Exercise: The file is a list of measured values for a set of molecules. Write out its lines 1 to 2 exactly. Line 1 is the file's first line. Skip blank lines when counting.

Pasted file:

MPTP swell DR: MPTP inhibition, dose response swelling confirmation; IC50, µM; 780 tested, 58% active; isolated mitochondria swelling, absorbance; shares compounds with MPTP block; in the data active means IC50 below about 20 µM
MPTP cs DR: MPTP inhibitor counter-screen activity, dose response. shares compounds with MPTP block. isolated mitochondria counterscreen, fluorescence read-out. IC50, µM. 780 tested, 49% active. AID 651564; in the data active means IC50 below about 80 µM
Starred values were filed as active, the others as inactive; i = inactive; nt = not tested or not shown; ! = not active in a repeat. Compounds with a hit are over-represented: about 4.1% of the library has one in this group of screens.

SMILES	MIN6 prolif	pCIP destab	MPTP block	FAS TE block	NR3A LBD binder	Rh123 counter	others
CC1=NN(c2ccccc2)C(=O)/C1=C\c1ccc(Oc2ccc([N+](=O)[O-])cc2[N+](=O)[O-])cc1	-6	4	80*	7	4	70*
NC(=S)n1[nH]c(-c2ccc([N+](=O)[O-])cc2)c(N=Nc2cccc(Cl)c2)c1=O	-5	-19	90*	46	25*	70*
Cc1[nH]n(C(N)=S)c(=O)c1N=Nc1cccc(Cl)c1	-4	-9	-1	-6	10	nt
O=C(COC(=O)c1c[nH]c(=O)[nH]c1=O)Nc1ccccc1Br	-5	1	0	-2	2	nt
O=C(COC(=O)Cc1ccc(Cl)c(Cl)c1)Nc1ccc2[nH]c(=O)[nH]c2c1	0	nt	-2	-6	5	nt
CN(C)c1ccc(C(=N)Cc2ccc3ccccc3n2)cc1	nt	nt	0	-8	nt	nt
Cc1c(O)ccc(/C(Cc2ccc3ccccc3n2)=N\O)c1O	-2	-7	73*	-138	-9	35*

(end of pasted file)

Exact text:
MPTP swell DR: MPTP inhibition, dose response swelling confirmation; IC50, µM; 780 tested, 58% active; isolated mitochondria swelling, absorbance; shares compounds with MPTP block; in the data active means IC50 below about 20 µM
MPTP cs DR: MPTP inhibitor counter-screen activity, dose response. shares compounds with MPTP block. isolated mitochondria counterscreen, fluorescence read-out. IC50, µM. 780 tested, 49% active. AID 651564; in the data active means IC50 below about 80 µM